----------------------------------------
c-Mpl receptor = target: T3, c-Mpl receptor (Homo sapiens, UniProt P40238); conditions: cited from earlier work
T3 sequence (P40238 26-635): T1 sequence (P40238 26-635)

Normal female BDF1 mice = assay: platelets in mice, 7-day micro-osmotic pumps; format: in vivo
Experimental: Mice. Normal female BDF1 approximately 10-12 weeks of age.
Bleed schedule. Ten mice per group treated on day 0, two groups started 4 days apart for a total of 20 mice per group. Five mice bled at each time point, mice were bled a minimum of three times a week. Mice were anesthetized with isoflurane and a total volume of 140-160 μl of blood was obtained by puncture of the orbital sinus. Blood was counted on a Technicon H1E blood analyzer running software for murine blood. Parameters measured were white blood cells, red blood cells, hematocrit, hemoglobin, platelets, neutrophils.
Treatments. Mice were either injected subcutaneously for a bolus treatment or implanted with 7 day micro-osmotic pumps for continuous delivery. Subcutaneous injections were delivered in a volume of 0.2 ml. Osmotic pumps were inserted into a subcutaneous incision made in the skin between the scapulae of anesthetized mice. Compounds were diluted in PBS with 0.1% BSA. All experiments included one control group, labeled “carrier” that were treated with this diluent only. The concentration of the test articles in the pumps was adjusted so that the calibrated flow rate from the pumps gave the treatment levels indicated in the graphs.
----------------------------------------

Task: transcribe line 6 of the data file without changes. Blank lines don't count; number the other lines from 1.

Treatments. Mice were either injected subcutaneously for a bolus treatment or implanted with 7 day micro-osmotic pumps for continuous delivery. Subcutaneous injections were delivered in a volume of 0.2 ml. Osmotic pumps were inserted into a subcutaneous incision made in the skin between the scapulae of anesthetized mice. Compounds were diluted in PBS with 0.1% BSA. All experiments included one control group, labeled “carrier” that were treated with this diluent only. The concentration of the test articles in the pumps was adjusted so that the calibrated flow rate from the pumps gave the treatment levels indicated in the graphs.